'Six days of many' 2017

Weaving: worsted wool, acrylic yarn, feathers, plant matter. 145 x 70 x 1cm

...the piece is woven on a back strap loom, a weaving technique used in many parts of the world for thousands of years. It comprises six days of weaving - the white areas. These ‘days’ are divided by red horizontal lines. The days progress, just like the weaving process, from bottom to top. It was produced outside and reflects the nature around it, the change of day and night, seasonal changes, plants and animals among which it was made. Some of that nature is physically incorporated into the work. The weaving omits the seventh day, the day of rest. Change is permanent, time never stands still, and rest can only be found in accepting life and death equally.

Anke, 2018

 

The Garden of Gethsemane, 2018

 

....Jesus takes his three disciples with him to go pray/meditate after the last supper and before all those awful events to come. He takes these three guys with him to this quiet place, as moral support so to speak, but they just fall asleep. The one time when he needs their support, they nod off because they don't understand the seriousness of the situation. In paintings the three disciples always huddle together (Martin Schongauer: "Christus am Oelberg", for example). I put them far apart, because I think we are all alone and understand nothing. But I also wanted to depict nice plants. I had collected sketches of different simplified trees for a while, starting in Australia.

In Kafka's 'The Castle' the protagonist Mr. K. also falls asleep right when someone finally tells him all he was trying to find out. It's a great book, The Castle. A bit hard to get through, but really, truly great. I just meant maybe it is an archetypal motive - not paying attention when we encounter the chance to fix everything.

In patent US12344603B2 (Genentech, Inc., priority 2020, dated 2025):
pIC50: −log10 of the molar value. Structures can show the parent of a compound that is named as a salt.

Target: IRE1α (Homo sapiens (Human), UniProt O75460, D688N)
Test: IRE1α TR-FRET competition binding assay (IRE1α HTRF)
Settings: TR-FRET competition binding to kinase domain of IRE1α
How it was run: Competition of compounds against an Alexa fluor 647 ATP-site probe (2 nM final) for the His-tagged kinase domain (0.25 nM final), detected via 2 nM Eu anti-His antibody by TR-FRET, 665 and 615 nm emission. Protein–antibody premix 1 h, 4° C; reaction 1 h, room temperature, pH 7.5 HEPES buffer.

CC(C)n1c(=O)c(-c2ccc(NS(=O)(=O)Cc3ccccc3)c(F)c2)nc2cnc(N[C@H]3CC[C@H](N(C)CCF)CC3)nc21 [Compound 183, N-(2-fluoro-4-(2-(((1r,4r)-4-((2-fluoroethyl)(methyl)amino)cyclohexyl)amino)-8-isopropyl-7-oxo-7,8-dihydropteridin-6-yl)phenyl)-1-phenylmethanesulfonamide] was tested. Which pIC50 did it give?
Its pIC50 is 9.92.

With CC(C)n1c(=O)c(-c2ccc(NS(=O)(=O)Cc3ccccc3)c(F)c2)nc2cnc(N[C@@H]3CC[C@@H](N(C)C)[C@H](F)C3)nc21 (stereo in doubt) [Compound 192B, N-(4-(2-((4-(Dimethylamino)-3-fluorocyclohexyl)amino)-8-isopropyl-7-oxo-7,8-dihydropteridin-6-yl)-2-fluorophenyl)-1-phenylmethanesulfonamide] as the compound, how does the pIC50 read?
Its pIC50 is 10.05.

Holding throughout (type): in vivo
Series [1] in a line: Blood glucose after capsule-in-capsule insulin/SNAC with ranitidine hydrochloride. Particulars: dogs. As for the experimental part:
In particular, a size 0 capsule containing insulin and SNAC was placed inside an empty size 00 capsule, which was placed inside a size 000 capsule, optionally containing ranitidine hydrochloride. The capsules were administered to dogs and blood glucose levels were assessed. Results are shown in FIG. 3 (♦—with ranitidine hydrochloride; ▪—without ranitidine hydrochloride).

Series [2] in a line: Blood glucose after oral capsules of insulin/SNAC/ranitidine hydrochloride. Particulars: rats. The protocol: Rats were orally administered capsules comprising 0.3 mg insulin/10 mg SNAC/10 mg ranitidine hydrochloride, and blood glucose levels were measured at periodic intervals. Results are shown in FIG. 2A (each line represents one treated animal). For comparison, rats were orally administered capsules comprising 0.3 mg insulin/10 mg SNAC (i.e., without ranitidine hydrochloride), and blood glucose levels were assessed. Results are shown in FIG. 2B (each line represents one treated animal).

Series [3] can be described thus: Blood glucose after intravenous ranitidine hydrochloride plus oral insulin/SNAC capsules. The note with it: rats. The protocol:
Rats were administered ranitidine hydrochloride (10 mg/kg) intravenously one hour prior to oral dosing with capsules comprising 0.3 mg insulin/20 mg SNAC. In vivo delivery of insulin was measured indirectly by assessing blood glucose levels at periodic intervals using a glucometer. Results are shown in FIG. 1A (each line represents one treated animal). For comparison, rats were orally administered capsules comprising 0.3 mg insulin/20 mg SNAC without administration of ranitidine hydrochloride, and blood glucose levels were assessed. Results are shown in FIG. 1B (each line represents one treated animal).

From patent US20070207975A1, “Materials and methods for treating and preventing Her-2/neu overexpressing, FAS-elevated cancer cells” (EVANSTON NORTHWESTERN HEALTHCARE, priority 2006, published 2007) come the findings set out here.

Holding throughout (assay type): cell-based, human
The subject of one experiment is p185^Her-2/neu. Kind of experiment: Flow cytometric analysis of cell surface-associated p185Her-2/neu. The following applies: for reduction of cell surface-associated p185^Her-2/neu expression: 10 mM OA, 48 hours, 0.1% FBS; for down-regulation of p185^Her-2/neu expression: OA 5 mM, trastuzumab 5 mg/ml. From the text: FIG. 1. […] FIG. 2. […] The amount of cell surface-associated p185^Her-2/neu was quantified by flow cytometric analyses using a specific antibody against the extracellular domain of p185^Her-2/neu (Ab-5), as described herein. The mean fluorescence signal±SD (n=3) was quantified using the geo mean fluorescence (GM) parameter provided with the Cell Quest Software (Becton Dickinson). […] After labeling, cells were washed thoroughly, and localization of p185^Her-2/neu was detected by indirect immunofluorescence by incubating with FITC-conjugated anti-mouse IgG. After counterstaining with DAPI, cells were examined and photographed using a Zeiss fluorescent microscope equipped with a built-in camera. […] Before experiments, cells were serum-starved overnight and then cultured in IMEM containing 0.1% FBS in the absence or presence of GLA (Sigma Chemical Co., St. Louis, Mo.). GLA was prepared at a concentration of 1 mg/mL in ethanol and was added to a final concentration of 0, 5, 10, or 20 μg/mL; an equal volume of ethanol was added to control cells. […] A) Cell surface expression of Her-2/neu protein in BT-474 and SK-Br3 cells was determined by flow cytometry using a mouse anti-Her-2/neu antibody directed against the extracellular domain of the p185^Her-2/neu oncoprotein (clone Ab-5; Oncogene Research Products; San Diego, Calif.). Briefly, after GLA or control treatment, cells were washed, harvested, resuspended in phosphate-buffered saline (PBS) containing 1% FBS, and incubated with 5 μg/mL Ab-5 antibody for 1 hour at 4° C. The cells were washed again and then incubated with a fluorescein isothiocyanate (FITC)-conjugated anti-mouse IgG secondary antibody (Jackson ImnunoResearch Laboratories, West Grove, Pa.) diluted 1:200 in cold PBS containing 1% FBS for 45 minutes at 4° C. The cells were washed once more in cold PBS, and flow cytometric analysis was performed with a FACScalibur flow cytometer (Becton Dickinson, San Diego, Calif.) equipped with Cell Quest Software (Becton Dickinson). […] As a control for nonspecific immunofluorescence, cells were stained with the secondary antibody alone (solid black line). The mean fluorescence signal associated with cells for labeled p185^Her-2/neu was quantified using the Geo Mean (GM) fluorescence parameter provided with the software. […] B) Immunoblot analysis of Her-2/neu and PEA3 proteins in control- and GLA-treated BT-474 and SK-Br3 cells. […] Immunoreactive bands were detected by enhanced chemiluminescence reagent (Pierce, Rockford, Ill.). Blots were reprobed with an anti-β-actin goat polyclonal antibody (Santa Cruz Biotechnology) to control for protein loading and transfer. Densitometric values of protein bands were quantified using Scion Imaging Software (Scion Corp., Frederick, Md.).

Also this weaving is my first that has a Selvedge, which I am very proud of...

from correspondence by Anke

In The Loom Room

22 October – 12 November 2018

Tate Modern, London

 

'Gain unique insight into Anni Albers’ practice by producing your own artwork

Taking place inside the exhibition and over four weekly sessions, participants will build their own backstrap loom to create a unique artwork. Drawing inspiration from Anni Albers’ innovative practice, participants will experiment with different techniques and materials, including plastic, pipe cleaner and other found objects as they discover more about the artist’s life and work.

 

This course is led by artist Anke Sievers and requires no prior knowledge. Materials to be provided however participants are welcome to bring additional items.'

http://www.tate.org.uk/whats-on/tate-modern/exhibition/anni-albers/loom-room

'...Sievers seems to make pictures based on events that she has witnessed. Recently she has concentrated on making woodcuts and weavings to create imagery that often describe her interactions with and observations of nature and animals, particularly birds. Sometimes her forms become abstracted and almost stylised as they reflect the processes she works with: the repetition and grid innate within a weaving for instance allow for geometric forms to develop and evolve, but these simplified forms can become personal motifs and symbols that reappear in other works. In some overtly auto-biographical works Sievers incorporates text with image to describe often difficult personal interactions with people. It seems that Sievers is happiest with animals and nature, away from humans?'

2018